Primary hyperparathyroidism (PHPT) is a frequent endocrine disorder characterized by an excessive autonomous production and release of parathyroid hormone (PTH) by the parathyroid glands. This endocrinopathy may result from the development of a benign lesion (adenoma or hyperplasia) or from a carcinoma. Most of the PHPT cases occur sporadically; however, approximately 10% of the patients present a familial form of the disease. The molecular mechanisms underlying the pathogenesis of sporadic PHPT are incompletely understood, even though somatic alterations in MEN1 gene and CCND1 protein overexpression are frequently observed. The MEN1 gene is mutated in about 30% of the parathyroid tumours and the protooncogene CCND1 is implicated in parathyroid neoplasia by rearrangements, leading to an overexpression of CCND1 protein in parathyroid cells. The aim of this work is to briefly update the molecular alterations underlying sporadic primary hyperparathyroidism.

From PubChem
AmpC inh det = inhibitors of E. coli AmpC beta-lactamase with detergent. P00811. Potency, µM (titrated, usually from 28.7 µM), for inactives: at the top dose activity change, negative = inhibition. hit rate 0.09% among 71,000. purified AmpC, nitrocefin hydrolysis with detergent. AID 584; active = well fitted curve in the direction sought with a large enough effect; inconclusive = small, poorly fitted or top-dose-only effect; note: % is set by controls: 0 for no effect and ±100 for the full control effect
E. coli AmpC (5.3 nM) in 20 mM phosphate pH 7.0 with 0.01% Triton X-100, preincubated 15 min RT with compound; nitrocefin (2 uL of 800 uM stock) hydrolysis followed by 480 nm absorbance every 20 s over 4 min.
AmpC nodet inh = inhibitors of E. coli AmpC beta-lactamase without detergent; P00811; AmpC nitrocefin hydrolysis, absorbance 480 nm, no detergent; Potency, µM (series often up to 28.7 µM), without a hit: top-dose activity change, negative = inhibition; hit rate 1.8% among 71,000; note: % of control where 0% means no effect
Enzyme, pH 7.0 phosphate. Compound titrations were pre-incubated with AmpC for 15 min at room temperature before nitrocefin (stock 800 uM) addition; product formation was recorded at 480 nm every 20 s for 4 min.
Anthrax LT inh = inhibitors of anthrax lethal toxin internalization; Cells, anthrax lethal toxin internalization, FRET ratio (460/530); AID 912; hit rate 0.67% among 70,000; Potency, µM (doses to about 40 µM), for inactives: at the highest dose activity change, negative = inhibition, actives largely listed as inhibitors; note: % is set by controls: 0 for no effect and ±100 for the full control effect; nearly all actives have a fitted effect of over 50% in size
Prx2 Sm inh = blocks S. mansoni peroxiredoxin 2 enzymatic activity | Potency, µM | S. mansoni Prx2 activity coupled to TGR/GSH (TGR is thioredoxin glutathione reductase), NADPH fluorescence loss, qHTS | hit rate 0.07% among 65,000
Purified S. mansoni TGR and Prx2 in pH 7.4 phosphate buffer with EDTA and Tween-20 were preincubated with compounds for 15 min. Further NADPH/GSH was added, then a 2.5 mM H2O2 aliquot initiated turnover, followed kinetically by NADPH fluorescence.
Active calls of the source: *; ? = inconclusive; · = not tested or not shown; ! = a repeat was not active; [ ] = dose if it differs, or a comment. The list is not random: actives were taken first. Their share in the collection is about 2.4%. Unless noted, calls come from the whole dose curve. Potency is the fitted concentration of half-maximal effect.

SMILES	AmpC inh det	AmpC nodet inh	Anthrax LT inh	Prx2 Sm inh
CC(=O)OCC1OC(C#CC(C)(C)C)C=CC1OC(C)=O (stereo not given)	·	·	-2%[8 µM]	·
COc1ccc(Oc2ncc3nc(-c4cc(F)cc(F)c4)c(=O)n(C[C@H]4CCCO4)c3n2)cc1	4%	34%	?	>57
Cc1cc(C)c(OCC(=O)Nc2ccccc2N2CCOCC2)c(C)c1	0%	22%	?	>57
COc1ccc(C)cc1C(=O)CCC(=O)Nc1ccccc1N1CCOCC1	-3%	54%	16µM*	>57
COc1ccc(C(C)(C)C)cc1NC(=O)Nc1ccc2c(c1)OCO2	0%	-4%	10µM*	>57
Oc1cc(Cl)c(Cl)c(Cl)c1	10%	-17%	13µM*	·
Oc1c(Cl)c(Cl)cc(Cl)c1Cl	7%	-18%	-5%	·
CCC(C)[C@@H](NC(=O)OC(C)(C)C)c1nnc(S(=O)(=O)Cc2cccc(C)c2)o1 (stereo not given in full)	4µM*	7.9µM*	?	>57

1. Introduction

One of the multiple implications of multicellularity is that all parts of a body must be able to communicate with each other, in order to maintain homeostasis. The communication between different parts of an organism is essential for an appropriate response to internal and external environmental stimuli. The endocrine system, through the production, and release of hormones, is a key element for the establishment and maintenance of such regulation [1].

The parathyroid glands are the endocrine organs responsible for regulating calcium levels by producing a hormone, the parathyroid hormone (PTH), released directly into the blood [2] that regulates calcium levels acting at various organs.